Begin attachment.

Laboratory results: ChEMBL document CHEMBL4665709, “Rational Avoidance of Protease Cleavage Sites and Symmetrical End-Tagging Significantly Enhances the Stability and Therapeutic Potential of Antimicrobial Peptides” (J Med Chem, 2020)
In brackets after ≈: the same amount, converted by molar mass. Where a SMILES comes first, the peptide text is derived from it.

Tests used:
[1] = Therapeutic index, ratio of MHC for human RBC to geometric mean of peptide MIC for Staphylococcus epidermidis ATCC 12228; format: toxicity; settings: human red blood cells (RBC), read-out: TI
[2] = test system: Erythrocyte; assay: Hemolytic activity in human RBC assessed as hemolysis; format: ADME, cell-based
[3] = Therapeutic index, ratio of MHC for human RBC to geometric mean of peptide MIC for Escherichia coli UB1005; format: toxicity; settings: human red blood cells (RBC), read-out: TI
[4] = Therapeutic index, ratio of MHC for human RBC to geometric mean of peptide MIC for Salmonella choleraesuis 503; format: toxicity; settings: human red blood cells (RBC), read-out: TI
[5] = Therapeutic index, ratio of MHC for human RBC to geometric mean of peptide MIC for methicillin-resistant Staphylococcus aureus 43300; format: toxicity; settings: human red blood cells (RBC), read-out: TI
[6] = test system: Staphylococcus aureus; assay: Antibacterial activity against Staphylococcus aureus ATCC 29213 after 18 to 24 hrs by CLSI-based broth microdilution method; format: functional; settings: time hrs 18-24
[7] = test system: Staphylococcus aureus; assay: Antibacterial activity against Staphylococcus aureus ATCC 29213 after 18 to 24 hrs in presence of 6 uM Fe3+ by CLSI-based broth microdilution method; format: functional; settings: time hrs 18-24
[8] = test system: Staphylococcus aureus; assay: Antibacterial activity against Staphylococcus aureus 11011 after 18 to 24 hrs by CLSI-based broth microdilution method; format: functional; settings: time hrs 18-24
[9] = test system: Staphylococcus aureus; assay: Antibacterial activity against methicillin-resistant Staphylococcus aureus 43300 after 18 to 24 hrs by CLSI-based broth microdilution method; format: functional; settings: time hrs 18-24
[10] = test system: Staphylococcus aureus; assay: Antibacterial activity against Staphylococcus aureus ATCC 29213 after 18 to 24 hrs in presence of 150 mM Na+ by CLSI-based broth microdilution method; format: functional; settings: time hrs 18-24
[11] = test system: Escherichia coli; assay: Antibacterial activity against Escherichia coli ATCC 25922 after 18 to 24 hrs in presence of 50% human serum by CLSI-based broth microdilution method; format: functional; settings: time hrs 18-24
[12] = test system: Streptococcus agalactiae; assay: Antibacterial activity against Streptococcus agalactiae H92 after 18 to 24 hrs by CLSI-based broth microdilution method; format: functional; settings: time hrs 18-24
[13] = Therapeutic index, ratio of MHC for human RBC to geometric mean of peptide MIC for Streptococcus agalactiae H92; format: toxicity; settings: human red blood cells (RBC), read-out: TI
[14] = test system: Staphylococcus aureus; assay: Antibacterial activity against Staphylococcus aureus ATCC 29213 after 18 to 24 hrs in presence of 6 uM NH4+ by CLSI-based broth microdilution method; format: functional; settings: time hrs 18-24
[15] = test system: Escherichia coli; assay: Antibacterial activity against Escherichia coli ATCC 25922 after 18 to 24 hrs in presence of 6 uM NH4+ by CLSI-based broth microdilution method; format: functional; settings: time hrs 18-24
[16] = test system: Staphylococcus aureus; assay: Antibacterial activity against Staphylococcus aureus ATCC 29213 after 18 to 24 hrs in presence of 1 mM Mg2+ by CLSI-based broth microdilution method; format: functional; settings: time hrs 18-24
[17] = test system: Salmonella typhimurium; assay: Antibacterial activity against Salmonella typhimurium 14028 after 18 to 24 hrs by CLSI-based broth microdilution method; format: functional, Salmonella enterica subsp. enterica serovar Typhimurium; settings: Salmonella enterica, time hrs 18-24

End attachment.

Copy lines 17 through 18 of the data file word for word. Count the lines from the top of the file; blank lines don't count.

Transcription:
[14] = test system: Staphylococcus aureus; assay: Antibacterial activity against Staphylococcus aureus ATCC 29213 after 18 to 24 hrs in presence of 6 uM NH4+ by CLSI-based broth microdilution method; format: functional; settings: time hrs 18-24
[15] = test system: Escherichia coli; assay: Antibacterial activity against Escherichia coli ATCC 25922 after 18 to 24 hrs in presence of 6 uM NH4+ by CLSI-based broth microdilution method; format: functional; settings: time hrs 18-24